Where does the word “Ballyhoo” come from and What does Ballyhoo mean?

Several suggestions have appeared as the source of the term “Ballyhoo” for the glib patter of the showman: (a) the village of Ballyhooly, Ireland; (b) a circus blend of ballet and whoop; (c) the cry of dervishes, b’allah hoo, “Through God it is,” at the 1893 World’s Fair in Chicago.

Dr. Atcheson L. Hench (American Speech, Oct., 1945) suggests that it may have come from the seaman’s term, the ballahou, for a fast-sailing, two-masted vessel, with foremast raked forward, mainmast aft, rigged with high fore-and-aft sails, much used in the West Indies.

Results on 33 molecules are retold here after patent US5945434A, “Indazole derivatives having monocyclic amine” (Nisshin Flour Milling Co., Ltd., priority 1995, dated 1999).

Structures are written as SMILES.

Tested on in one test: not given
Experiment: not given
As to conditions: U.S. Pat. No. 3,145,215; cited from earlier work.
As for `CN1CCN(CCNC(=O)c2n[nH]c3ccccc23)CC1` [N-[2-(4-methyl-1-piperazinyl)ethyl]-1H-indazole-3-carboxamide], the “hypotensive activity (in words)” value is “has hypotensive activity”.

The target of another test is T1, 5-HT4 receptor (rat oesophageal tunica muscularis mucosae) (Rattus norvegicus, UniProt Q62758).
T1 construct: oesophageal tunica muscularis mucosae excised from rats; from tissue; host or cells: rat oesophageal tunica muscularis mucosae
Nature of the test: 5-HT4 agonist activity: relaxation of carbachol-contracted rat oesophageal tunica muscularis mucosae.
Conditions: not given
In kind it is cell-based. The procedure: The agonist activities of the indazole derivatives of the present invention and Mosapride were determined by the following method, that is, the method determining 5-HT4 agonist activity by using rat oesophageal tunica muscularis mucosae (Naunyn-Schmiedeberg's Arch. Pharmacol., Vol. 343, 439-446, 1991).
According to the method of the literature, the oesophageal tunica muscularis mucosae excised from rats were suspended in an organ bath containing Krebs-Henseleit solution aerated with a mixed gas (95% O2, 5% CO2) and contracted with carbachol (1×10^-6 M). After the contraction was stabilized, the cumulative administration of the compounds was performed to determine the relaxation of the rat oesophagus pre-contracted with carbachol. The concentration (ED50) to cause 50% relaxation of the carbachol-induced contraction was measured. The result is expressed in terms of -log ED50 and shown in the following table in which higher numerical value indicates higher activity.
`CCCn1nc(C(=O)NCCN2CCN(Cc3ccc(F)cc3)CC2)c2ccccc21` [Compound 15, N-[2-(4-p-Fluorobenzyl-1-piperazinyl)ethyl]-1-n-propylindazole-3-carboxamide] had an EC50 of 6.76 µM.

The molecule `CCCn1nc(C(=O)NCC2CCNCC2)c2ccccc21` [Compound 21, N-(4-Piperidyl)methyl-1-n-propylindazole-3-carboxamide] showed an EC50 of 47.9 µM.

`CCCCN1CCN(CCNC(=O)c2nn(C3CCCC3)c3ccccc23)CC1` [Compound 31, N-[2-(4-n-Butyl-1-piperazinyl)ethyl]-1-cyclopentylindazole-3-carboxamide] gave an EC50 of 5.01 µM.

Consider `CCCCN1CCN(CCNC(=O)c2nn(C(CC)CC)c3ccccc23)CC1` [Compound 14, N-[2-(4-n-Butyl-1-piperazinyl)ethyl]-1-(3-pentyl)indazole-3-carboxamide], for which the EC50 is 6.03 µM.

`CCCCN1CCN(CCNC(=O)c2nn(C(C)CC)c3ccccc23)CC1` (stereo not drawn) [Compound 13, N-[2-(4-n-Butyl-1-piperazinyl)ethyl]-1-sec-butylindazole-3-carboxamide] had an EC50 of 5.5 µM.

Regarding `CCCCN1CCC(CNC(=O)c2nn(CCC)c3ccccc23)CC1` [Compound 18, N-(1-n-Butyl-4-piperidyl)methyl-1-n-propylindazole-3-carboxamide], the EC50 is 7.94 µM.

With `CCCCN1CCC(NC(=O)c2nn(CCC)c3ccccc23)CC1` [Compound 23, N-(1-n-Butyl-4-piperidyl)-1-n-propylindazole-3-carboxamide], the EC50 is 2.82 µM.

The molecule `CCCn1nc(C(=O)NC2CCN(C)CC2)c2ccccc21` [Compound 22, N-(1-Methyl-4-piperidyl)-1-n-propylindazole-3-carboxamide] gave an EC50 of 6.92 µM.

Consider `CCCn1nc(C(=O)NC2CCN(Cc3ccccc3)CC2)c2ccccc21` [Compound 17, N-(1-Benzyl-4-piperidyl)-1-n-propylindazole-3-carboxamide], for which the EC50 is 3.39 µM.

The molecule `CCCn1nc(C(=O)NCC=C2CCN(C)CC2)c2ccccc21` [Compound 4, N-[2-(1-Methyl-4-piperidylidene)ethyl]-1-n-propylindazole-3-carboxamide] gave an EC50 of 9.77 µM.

The contemptuous term ballyhoo of blazes, used in 1847 by Melville in Omar, in derision of a slovenly vessel, may have been picked up by landlubbers, he thinks.

About Karen Hill

Karen Hill is a freelance writer, editor, and columnist. Born in New York, her work has appeared in the Examiner, Yahoo News, Buzzfeed, among others.

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